From Belfast Fifty Years Ago
From Belfast Fifty Years Ago
FromBelfast Fifty Years Ago
In this lecture delivered in 1875 to the Belfast Workingman's Institute, Thomas Gaffikin recollects the city of his youth in the 1820s. At that point in the development of the Belfast textile industry, cotton, not linen, was the dominant fiber. Spinning took place in mills, but the resulting yarn was still put out to handloom weavers whose looms were located in their houses in the city and its environs.
SEE ALSO Belfast
I endeavour, as briefly as possible, to convey an impression from memory of what Belfast was like in my school-boy days—now more than fifty years ago. . . . That wide and splendid thoroughfare now leading from Cromac Street to Corporation Street could then have been scarcely imagined. This brings us back to our starting point with, perhaps, the impression that few changes in Belfast are more remarkable than the gradual occupation by the town of places formerly, to a more or less extent, covered with water; and this movement has been long on foot. I have heard of old people talking of the time when the river in High Street was open, and describing when markets were held, how both sides of the street were occupied by stalls in front of the houses. . . .
The Dublin Road, like all the other approaches to the town, was paved in the centre with large boulder stones to the rising ground at Fountainville (the only roads about the town that still exhibit this old style of pavement are the Strandtown Road, near Gelston's Corner, and the old Ballygowan Road at Gooseberry Corner). The first toll-bar on the Dublin Road was where the new Methodist Church now stands, it interrupted the progress of all vehicles except the Royal Mail Coach, which, with four fresh horses in front, and a couple of guards fully armed behind, took the hill at a canter. It was a steeper hill then than now.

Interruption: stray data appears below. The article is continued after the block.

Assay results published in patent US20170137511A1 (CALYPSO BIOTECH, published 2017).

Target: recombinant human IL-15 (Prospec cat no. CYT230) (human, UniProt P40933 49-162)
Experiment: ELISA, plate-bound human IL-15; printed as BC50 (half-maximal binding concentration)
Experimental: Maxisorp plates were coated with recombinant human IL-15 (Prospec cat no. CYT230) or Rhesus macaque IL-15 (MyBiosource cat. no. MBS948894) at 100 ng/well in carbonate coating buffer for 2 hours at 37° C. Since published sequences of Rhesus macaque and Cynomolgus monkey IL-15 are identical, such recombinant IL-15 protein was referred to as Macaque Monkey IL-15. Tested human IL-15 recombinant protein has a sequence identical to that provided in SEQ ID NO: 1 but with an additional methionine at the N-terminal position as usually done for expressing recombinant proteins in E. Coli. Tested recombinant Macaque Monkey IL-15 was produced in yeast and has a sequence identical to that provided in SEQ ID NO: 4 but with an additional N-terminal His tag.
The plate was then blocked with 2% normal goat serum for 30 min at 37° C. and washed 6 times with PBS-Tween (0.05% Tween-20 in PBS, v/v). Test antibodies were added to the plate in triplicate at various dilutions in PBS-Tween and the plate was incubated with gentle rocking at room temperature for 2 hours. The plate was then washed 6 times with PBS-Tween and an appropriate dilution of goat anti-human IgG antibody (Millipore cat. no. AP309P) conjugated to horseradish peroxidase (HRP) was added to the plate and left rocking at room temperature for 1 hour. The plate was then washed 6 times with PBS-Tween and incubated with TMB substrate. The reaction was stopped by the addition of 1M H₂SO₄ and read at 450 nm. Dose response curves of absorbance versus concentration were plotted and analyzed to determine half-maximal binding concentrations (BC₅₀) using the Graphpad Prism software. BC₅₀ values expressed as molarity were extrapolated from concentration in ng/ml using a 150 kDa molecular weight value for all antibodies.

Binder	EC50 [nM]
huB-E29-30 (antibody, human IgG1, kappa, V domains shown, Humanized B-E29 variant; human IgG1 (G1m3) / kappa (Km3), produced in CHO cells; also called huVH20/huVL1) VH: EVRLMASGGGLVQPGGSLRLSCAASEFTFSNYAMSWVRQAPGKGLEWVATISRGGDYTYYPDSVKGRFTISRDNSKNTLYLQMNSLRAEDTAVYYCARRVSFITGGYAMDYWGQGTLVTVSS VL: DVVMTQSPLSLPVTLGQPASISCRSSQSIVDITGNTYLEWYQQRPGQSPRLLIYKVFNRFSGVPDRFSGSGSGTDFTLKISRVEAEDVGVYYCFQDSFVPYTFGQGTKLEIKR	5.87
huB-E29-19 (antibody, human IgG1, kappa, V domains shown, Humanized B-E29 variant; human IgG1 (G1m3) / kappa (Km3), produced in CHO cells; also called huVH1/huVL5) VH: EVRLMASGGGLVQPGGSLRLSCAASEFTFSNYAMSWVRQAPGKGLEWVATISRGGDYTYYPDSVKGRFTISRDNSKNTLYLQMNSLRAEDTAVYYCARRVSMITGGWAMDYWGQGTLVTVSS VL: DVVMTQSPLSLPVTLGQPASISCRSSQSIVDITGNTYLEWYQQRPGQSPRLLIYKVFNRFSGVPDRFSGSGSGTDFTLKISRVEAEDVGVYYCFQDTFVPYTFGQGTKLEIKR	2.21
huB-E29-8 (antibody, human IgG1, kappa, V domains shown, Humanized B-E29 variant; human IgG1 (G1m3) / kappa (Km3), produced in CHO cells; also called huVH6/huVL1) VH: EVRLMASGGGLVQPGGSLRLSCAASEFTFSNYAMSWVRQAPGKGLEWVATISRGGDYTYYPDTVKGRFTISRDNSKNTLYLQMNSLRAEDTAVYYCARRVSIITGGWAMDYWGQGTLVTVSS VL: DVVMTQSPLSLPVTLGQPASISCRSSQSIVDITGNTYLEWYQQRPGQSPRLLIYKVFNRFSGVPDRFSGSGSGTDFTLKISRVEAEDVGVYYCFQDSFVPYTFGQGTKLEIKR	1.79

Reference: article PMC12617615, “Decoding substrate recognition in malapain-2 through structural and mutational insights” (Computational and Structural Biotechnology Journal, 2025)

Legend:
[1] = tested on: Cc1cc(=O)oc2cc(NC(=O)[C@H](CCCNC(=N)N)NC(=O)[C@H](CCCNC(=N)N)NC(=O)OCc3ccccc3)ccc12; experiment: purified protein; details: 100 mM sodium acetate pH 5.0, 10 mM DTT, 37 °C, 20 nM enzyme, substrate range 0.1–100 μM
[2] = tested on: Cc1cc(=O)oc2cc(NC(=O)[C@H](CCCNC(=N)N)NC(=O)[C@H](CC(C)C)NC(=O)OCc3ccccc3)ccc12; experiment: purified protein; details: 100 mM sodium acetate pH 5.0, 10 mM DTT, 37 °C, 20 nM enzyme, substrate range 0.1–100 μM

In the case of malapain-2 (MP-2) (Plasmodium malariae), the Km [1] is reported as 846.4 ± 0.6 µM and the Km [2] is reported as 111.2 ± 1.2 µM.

The Country Down side of the harbour was called Voke's Quay, and was principally occupied by lighters, lime cobbs, or vessels undergoing repairs. This brings us back to
The old Long Bridge, some twenty feet wide,
With numerous arches for spanning the tide;
Holes made in the walls to drain off the wet,
And niches for safety where vehicles met.
About this time the population numbered some thirty-five or forty thousand. The principal trades were cotton-spinning, tanning, timber, and provisions. We had four or five cotton mills, about thirty tanyards, and extensive provision stores, in different quarters of the town. Smithfield was the principal market for miscellaneous goods, such as hides, wool, clothing, house furnishing (new and old), and every description of farm stock and produce.
We had abundance of ballad-singers and musicians, who, with the old watchmen calling the hours, striking their pikes on the pavement, or springing their rattles on the slightest disturbance or report of a fire, and sweeps, oystermen, piemen, tapesellers, cries of Ballinderry onions and Cromac water, kept up the noise from morning till night. . . . Cockeybendy was a very little bandylegged man, who knew the tune to play at every house in the locality he frequented. "Garryowen," "St. Patrick's Day," and, "the Boyne Water" were his best paying airs.
We had two competing lines to Dublin, the Mail and Fair Trader coaches. . . . In times of public excitement great crowds used to collect about the time the coach was expected, and very important looked the guard and coachman as they detailed the latest news from the metropolis. . . . A mail coach, with the English and Scottish letters, also ran daily to Donaghadee in connection with the short sea passage to Portpatrick, which Lord Castlereagh had promoted.